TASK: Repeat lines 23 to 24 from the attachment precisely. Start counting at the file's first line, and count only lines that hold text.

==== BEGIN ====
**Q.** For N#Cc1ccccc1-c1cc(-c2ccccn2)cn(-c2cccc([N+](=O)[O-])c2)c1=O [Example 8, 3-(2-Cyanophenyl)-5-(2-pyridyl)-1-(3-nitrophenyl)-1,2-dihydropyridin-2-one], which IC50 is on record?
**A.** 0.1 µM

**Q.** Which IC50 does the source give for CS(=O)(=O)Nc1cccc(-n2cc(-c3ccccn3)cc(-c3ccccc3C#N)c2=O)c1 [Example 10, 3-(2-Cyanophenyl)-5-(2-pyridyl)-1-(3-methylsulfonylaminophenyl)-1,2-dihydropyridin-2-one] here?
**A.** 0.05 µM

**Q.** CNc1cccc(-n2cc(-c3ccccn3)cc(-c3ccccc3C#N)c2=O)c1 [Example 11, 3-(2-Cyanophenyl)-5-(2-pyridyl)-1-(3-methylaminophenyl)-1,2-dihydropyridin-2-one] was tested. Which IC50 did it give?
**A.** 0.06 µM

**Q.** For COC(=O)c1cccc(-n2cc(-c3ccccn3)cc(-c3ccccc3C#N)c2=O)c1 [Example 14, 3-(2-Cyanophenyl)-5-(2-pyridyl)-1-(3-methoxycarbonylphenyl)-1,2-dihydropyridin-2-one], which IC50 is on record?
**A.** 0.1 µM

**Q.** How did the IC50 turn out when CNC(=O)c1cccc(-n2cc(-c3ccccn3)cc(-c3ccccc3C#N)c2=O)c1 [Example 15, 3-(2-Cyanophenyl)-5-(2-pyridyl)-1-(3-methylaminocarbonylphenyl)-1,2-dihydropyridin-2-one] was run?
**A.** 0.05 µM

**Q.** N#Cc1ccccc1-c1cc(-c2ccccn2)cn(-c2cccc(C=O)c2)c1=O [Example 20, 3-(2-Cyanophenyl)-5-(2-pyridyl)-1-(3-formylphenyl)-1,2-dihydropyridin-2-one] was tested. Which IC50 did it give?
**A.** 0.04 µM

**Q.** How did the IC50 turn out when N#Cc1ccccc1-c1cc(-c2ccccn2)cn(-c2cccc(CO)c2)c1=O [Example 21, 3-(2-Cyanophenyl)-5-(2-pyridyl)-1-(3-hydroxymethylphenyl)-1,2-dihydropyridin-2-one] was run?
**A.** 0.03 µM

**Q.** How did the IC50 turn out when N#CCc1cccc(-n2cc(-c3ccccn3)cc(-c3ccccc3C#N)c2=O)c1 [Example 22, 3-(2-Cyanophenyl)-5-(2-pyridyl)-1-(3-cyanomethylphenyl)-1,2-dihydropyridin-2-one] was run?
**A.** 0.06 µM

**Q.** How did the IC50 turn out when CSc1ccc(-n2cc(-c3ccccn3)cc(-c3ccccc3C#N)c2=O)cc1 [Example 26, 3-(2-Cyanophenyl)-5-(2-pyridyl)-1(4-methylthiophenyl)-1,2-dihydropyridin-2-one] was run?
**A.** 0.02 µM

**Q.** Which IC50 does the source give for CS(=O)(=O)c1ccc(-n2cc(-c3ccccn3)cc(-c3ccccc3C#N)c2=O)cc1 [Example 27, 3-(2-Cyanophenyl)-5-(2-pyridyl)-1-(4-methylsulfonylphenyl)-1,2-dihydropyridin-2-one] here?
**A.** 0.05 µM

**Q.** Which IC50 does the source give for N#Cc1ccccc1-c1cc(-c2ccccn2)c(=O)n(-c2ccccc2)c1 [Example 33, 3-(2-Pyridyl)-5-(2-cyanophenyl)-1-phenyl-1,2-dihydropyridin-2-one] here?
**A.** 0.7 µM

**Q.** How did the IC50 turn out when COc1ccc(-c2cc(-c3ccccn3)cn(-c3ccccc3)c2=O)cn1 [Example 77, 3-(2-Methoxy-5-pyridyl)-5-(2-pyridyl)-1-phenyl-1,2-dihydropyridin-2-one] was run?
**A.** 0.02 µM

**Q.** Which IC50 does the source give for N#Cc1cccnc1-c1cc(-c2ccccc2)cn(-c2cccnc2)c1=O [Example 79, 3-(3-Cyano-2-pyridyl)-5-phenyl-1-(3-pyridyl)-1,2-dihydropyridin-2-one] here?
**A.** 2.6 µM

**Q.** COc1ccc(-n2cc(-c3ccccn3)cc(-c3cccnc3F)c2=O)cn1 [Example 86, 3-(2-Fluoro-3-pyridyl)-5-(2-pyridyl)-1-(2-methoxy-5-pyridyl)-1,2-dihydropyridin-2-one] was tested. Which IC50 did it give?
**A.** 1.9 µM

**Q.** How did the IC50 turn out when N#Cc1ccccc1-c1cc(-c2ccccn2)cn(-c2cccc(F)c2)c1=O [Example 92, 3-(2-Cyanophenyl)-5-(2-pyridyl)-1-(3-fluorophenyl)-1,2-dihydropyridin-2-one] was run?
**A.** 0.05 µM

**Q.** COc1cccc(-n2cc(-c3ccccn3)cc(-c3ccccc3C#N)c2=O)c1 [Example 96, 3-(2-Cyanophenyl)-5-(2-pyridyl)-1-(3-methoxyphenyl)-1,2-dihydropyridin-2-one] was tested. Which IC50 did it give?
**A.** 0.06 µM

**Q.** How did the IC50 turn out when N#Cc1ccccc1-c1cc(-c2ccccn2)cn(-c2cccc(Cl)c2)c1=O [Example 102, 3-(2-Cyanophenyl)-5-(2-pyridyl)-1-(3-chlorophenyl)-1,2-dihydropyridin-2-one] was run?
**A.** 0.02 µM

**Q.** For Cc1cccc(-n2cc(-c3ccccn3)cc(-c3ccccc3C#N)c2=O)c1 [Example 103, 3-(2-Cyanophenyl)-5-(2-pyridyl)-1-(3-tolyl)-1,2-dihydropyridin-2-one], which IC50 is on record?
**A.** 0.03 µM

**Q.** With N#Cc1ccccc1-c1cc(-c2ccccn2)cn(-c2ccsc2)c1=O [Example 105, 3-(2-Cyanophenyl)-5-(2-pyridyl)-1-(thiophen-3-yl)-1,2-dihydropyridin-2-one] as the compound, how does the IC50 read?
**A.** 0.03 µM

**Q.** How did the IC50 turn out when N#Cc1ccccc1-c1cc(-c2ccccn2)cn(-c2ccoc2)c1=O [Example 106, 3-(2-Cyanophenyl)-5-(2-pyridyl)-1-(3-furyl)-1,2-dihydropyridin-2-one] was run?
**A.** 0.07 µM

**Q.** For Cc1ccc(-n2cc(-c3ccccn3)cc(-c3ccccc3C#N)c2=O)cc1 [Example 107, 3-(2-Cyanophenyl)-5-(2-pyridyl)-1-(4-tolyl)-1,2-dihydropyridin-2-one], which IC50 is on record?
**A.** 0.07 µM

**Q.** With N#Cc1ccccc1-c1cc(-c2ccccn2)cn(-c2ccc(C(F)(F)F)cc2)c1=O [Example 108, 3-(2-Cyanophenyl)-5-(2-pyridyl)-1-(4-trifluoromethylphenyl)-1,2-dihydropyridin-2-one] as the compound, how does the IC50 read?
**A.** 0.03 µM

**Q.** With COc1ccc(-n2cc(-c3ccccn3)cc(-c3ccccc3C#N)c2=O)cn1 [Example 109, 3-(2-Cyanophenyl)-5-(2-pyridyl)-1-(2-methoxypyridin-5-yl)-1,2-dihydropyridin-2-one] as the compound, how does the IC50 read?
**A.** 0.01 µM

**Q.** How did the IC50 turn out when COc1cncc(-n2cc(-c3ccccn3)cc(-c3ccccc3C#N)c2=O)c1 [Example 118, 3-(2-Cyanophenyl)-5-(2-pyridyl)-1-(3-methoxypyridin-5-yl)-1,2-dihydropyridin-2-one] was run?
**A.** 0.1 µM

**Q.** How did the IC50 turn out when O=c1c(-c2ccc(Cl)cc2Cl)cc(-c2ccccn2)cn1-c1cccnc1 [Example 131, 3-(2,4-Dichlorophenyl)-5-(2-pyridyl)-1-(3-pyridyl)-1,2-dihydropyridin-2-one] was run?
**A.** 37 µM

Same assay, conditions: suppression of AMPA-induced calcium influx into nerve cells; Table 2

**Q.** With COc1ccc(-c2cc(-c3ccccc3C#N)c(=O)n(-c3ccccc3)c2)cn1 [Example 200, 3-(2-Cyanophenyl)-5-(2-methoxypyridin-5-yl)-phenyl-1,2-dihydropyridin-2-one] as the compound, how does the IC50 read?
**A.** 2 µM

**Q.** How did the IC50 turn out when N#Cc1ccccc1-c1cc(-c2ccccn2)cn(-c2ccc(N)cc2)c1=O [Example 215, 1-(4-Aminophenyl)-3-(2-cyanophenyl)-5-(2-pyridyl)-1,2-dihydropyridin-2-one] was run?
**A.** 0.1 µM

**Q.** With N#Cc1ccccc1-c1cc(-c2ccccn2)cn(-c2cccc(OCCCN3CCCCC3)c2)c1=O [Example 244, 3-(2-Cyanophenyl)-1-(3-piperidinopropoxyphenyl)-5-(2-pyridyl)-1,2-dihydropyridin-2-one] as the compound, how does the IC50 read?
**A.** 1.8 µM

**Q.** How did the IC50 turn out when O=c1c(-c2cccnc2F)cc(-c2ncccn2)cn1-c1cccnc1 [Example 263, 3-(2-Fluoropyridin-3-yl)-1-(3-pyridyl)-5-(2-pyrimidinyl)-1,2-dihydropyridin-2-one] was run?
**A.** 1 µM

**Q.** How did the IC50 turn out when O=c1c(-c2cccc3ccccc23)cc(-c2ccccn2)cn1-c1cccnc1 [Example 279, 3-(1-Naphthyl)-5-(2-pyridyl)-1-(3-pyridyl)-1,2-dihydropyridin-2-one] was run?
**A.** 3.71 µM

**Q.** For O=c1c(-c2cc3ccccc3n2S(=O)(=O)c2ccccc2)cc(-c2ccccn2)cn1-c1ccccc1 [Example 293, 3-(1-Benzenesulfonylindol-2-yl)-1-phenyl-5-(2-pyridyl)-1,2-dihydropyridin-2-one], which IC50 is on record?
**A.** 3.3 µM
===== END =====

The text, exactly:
**Q.** How did the IC50 turn out when COc1ccc(-c2cc(-c3ccccn3)cn(-c3ccccc3)c2=O)cn1 [Example 77, 3-(2-Methoxy-5-pyridyl)-5-(2-pyridyl)-1-phenyl-1,2-dihydropyridin-2-one] was run?
**A.** 0.02 µM